Chpt_3 Gains from Trade

Chpt_3 Gains from Trade - Chpt 3 Gains from Trade...

Info iconThis preview shows pages 1–3. Sign up to view the full content.

View Full Document Right Arrow Icon
Chpt 3 Gains from Trade True/False Indicate whether the statement is true or false. ____ 1. A production possibilities frontier is a graph that shows the combination of outputs that an economy should produce. ____ 2. Production possibilities frontiers cannot be used to illustrate tradeoffs. ____ 3. Trade allows a country to consume outside its production possibilities frontier. ____ 4. For both parties to gain from trade, the price at which they trade must lie exactly in the middle of the two op- portunity costs. ____ 5. Goods produced abroad and sold domestically are called exports and goods produced domestically and sold abroad are called imports. Multiple Choice Identify the choice that best completes the statement or answers the question. ____ 6. When can two countries gain from trading two goods? a. when the first country can only produce the first good and the second country can only produce the second good b. when the first country can produce both goods, but can only produce the second good at great cost, and the second country can produce both goods, but can only produce the first good at great cost c. when the first country is better at producing both goods and the second country is worse at producing both goods d. Two countries could gain from trading two goods under all of the above conditions. ____ 7. A production possibilities frontier is bowed outward when a. the more resources the economy uses to produce one good, the fewer resources it has available to produce the other good. b. an economy is self-sufficient instead of interdependent and engaged in trade. c. the rate of tradeoff between the two goods being produced is constant. d. the rate of tradeoff between the two goods being produced depends on how much of each good is being produced. ____ 8. Assume for Namibia that the opportunity cost of each hut is 200 bowls. Then which of these pairs of points could be on Namibia's production possibilities frontier? a. (200 huts, 30,000 bowls) and (150 huts, 35,000 bowls) b. (200 huts, 40,000 bowls) and (150 huts, 30,000 bowls) c. (300 huts, 50,000 bowl) and (200 huts, 60,000 bowls) d. (300 huts, 60,000 bowls) and (200 huts, 80,000 bowls) ____ 9. Suppose a gardener produces both green beans and corn in her garden. If she must give up 14 bushels of corn to get 5 bushels of green beans, then her opportunity cost of 1 bushel of green beans is a. 0.36 bushel of corn. b. 2.8 bushels of corn.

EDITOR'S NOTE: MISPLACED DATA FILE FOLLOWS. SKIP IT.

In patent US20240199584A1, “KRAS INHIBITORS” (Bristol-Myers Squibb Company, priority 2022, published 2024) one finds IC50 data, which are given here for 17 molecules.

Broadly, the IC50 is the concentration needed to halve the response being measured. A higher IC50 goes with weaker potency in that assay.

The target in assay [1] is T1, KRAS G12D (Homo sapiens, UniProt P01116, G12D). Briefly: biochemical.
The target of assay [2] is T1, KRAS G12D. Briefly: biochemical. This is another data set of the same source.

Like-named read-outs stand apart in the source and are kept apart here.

Background image of page 1

Info iconThis preview has intentionally blurred sections. Sign up to view the full version.

View Full DocumentRight Arrow Icon
c. 14 bushels of corn. d. 70 bushels of corn. ____ 10. The principle of comparative advantage does not provide answers to certain questions. One of those ques- tions is a. Do specialization and trade benefit more than one party to a trade? b. Is it absolute advantage or comparative advantage that really matters? c. How are the gains from trade shared among the parties to a trade? d. Is it possible for specialization and trade to increase total output of traded goods?
Background image of page 2
Image of page 3
This is the end of the preview. Sign up to access the rest of the document.

This note was uploaded on 03/18/2012 for the course ITEC 3290 taught by Professor Dunn during the Spring '12 term at East Carolina University .

Page1 / 16

Chpt_3 Gains from Trade - Chpt 3 Gains from Trade...

This preview shows document pages 1 - 3. Sign up to view the full document.

View Full Document Right Arrow Icon
Ask a homework question - tutors are online